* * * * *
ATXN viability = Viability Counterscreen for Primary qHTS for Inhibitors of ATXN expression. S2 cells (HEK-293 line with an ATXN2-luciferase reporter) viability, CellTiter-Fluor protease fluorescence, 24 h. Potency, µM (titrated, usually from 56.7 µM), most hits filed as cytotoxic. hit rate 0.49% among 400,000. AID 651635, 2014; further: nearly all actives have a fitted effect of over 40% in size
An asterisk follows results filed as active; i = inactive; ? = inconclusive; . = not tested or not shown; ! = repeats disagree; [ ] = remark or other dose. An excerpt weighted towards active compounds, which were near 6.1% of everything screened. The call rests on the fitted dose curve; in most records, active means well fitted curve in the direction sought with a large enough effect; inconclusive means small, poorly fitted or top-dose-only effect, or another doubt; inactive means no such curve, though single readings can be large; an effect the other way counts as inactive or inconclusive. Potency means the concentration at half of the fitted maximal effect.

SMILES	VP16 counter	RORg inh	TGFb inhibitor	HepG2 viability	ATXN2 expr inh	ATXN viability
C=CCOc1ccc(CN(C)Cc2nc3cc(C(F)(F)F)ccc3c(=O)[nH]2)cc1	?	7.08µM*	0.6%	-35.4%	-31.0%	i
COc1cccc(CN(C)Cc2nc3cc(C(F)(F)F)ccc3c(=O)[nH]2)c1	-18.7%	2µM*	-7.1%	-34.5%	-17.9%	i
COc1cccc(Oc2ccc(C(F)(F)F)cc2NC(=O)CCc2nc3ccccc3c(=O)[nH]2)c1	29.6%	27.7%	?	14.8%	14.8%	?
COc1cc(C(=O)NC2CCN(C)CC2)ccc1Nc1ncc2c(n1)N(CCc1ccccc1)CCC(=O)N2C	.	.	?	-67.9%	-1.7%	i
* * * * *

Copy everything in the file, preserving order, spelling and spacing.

ATXN viability = Viability Counterscreen for Primary qHTS for Inhibitors of ATXN expression. S2 cells (HEK-293 line with an ATXN2-luciferase reporter) viability, CellTiter-Fluor protease fluorescence, 24 h. Potency, µM (titrated, usually from 56.7 µM), most hits filed as cytotoxic. hit rate 0.49% among 400,000. AID 651635, 2014; further: nearly all actives have a fitted effect of over 40% in size
An asterisk follows results filed as active; i = inactive; ? = inconclusive; . = not tested or not shown; ! = repeats disagree; [ ] = remark or other dose. An excerpt weighted towards active compounds, which were near 6.1% of everything screened. The call rests on the fitted dose curve; in most records, active means well fitted curve in the direction sought with a large enough effect; inconclusive means small, poorly fitted or top-dose-only effect, or another doubt; inactive means no such curve, though single readings can be large; an effect the other way counts as inactive or inconclusive. Potency means the concentration at half of the fitted maximal effect.

SMILES	VP16 counter	RORg inh	TGFb inhibitor	HepG2 viability	ATXN2 expr inh	ATXN viability
C=CCOc1ccc(CN(C)Cc2nc3cc(C(F)(F)F)ccc3c(=O)[nH]2)cc1	?	7.08µM*	0.6%	-35.4%	-31.0%	i
COc1cccc(CN(C)Cc2nc3cc(C(F)(F)F)ccc3c(=O)[nH]2)c1	-18.7%	2µM*	-7.1%	-34.5%	-17.9%	i
COc1cccc(Oc2ccc(C(F)(F)F)cc2NC(=O)CCc2nc3ccccc3c(=O)[nH]2)c1	29.6%	27.7%	?	14.8%	14.8%	?
COc1cc(C(=O)NC2CCN(C)CC2)ccc1Nc1ncc2c(n1)N(CCc1ccccc1)CCC(=O)N2C	.	.	?	-67.9%	-1.7%	i